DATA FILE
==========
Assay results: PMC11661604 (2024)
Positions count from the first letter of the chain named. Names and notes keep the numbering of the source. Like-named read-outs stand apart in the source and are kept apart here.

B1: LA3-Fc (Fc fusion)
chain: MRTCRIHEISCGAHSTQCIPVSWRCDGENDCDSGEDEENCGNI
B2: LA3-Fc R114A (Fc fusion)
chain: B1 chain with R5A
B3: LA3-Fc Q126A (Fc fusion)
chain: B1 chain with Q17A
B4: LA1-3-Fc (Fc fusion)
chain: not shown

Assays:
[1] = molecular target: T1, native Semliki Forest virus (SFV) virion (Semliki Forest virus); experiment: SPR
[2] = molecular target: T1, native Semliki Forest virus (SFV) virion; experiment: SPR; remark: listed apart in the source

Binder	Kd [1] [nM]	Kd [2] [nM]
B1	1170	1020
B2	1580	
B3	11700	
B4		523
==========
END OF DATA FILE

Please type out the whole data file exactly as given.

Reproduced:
Assay results: PMC11661604 (2024)
Positions count from the first letter of the chain named. Names and notes keep the numbering of the source. Like-named read-outs stand apart in the source and are kept apart here.

B1: LA3-Fc (Fc fusion)
chain: MRTCRIHEISCGAHSTQCIPVSWRCDGENDCDSGEDEENCGNI
B2: LA3-Fc R114A (Fc fusion)
chain: B1 chain with R5A
B3: LA3-Fc Q126A (Fc fusion)
chain: B1 chain with Q17A
B4: LA1-3-Fc (Fc fusion)
chain: not shown

Assays:
[1] = molecular target: T1, native Semliki Forest virus (SFV) virion (Semliki Forest virus); experiment: SPR
[2] = molecular target: T1, native Semliki Forest virus (SFV) virion; experiment: SPR; remark: listed apart in the source

Binder	Kd [1] [nM]	Kd [2] [nM]
B1	1170	1020
B2	1580	
B3	11700	
B4		523